Nobody goes to a baseball game to watch the umpires, so why would someone go to a museum to see an exhibition dedicated to an art critic—one of those arbiters of taste who hopes to mediate but sometimes only muddles the interaction between artists and the public? England’s Tate Britain bets that the British public will come to watch the umpire in their new exhibition Kenneth Clark: Looking for Civilisation. Not just your average umpire, Sir Kenneth Clark (shown above) ruled over art criticism for decades, stretching from his becoming Director of the British National Gallery in 1933 at just 30 years of age all the way to his crowning achievement with the 13-part documentary Civilisation: A Personal View by Kenneth Clark in 1969. Although the main focus of the show is on Clark’s work in the 1930s and 1940s, by having the show’s title hark back to his highly personal broadcast of what was civilization and art, it raises the larger question of how this public servant served the public for well-intentioned good and possibly ill, as any critic can.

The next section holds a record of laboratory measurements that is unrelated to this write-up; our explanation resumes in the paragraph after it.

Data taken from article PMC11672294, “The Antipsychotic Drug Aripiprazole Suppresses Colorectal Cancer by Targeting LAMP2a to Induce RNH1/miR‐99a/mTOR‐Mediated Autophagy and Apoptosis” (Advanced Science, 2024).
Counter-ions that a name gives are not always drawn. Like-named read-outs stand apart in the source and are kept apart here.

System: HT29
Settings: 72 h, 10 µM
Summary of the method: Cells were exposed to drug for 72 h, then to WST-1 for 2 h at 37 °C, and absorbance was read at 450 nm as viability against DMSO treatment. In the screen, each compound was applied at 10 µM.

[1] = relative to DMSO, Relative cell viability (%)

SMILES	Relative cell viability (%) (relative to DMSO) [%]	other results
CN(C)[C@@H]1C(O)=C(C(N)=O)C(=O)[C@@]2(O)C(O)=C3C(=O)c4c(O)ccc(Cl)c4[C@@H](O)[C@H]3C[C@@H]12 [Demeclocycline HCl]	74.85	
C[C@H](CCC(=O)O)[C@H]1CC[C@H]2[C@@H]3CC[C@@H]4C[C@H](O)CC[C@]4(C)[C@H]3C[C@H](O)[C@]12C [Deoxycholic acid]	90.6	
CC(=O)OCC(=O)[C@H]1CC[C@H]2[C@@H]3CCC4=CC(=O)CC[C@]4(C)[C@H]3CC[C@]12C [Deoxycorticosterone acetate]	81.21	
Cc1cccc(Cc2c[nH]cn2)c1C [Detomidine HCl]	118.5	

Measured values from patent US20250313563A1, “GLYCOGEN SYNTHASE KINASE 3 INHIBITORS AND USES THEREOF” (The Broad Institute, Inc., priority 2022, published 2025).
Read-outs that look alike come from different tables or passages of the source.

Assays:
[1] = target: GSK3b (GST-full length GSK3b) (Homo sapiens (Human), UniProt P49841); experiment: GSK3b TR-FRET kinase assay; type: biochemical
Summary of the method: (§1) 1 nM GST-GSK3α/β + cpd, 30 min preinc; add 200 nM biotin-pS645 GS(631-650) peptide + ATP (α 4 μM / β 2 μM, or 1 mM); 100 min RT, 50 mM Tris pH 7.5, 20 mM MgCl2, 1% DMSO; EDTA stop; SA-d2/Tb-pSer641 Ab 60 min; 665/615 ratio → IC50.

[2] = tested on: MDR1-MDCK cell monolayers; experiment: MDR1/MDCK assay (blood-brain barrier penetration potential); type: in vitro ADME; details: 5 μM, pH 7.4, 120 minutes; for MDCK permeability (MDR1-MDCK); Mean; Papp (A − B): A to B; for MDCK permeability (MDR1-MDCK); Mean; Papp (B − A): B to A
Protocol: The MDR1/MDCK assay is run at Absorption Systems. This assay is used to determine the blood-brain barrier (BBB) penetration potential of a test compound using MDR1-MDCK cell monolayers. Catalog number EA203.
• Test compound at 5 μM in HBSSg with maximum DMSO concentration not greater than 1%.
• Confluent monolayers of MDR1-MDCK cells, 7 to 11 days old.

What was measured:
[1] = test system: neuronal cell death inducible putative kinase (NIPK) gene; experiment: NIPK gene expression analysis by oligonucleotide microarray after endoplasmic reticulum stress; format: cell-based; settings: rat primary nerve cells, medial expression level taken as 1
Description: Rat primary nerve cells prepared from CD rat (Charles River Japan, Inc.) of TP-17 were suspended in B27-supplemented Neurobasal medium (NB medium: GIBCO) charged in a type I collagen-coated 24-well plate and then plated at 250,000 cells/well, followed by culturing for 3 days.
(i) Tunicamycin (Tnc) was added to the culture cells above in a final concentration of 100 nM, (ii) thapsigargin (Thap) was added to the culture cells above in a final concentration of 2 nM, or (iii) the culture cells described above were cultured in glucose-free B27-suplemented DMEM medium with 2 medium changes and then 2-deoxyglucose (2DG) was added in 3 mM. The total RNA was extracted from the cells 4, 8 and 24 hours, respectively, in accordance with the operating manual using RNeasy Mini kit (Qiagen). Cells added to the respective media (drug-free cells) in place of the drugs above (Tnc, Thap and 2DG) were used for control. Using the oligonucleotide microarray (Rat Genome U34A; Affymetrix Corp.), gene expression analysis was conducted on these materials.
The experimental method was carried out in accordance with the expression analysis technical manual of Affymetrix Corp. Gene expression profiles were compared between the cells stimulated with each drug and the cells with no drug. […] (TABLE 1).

Kenneth Clark: Looking for Civilisation includes screens playing clips from Civilisation as well as rarer clips from the late 1950s and earlier 1960s, when television was essentially in its infancy and arts television was finding its place. As you listen to Clark’s crisp, patrician voice cast down judgments from his personal Mount Olympus, you walk among 200 objects from Clark’s personal collection, which creates a kind of cause and effect—here he is telling you what’s civilization and here he is showing you. The two main themes that run through Clark’s collection and the show itself are Clark’s two main visions of civilization itself: the Old (and not as Old) Masters such as Leonardo da Vinci, John Constable, Edgar Degas, and Paul Cézanne who build up the tradition and the Modern British Masters such as Henry Moore and Graham Sutherland who kept the tradition alive in the face of fascism and other threats to civilization.